Expert warns UK won't act until coronavirus death toll is 'very big'

Britain should take coronavirus seriously NOW: Expert warns UK’s death toll could become ‘very big’ before people start to change their behaviour to stop the deadly disease from spreading

  • Government says between 5,000 and 10,000 people may already be infected
  • The number of deaths – currently 10 – is expected to surge by the end of March
  • PM Boris Johnson yesterday said the UK has entered phase two of its battle plan 
  • An expert said people should start acting like they have the virus already 
  • Coronavirus symptoms: what are they and should you see a doctor?

The UK’s coronavirus epidemic could spiral out of control if people wait for the death toll to rise before changing their behaviour, a leading scientist has warned.

Professor Graham Medley, a disease expert at the London School of Hygiene and Tropical Medicine, said people risk making the outbreak worse by refusing to take it seriously early on.

Officially only 590 people in the UK have been diagnosed with the coronavirus but the Government says the true number is between 5,000 and 10,0000.

Ten people have died so far – all in their sixties or older, which are the most at-risk age groups – but Prime Minister Boris Johnson warned many more will die.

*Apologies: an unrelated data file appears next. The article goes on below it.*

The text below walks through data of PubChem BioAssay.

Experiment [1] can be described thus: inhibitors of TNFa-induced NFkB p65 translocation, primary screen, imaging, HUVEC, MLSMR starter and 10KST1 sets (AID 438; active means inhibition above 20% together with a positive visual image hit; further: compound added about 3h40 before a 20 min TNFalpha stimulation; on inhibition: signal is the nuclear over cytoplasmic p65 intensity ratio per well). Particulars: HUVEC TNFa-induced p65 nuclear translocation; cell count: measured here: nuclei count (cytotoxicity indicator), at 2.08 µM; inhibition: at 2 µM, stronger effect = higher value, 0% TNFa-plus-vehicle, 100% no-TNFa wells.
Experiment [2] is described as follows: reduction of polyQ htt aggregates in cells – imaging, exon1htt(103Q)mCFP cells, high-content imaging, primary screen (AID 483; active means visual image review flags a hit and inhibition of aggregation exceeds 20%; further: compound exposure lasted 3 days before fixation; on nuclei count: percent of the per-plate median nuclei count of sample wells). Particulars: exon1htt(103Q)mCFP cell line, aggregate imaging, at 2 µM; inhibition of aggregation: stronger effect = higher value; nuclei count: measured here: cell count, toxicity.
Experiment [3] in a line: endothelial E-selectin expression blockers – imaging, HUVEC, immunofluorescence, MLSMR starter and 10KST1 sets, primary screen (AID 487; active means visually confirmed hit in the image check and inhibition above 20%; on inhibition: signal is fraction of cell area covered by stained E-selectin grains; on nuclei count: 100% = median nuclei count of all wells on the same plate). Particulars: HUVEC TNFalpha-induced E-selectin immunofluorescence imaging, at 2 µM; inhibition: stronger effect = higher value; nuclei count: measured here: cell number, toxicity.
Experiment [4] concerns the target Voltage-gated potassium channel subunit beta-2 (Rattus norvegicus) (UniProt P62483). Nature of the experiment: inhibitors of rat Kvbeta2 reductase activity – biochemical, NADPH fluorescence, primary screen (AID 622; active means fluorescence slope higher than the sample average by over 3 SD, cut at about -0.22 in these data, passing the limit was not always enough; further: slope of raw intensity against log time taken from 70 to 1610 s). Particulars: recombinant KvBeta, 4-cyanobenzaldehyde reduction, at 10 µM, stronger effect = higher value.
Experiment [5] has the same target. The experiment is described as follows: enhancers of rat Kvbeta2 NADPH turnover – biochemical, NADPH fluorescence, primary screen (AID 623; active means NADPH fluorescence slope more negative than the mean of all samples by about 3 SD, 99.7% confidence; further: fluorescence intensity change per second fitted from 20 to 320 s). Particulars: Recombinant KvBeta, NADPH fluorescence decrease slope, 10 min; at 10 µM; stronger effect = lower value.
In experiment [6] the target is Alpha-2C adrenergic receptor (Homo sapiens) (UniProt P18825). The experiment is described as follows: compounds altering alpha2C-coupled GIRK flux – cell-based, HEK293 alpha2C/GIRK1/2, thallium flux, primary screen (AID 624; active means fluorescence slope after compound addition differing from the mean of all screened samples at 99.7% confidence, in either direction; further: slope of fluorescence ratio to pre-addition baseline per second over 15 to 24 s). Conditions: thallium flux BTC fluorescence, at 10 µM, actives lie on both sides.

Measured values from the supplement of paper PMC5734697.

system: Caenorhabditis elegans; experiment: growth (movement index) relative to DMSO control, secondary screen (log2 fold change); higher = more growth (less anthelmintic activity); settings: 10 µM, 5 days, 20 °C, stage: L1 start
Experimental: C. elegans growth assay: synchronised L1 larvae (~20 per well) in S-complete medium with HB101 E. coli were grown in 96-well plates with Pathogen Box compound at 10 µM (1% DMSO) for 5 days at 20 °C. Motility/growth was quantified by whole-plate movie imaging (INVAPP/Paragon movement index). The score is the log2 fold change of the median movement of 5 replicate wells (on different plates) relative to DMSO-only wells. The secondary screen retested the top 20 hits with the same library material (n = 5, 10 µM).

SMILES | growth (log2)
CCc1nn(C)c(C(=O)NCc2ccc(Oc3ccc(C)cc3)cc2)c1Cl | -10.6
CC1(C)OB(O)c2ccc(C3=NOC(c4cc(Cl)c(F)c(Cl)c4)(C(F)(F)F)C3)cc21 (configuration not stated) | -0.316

Professor Medley told BBC Newsnight that it will be too late to start reacting when the death toll begins to soar, because the virus will already have been spreading for a month. 

He said people should now start acting as if they already have the virus and are trying to avoid passing it on, instead of acting as though they’re trying to avoid catching it.

Professor Graham Medley, from the London School of Hygiene and Tropical Medicine, said on BBC Newsnight yesterday that people should start acting as though they already have the coronavirus and don’t want to spread it, rather than acting like they don’t want to catch it

At least 596 people in the UK have already been diagnosed with the coronavirus, and 10 have died, but Government officials said the true number of cases is probably between 5,000 and 10,000

Professor Medley told Newsnight: ‘One of the problems that we’re already facing is the fact that our main source of data is deaths, unfortunately.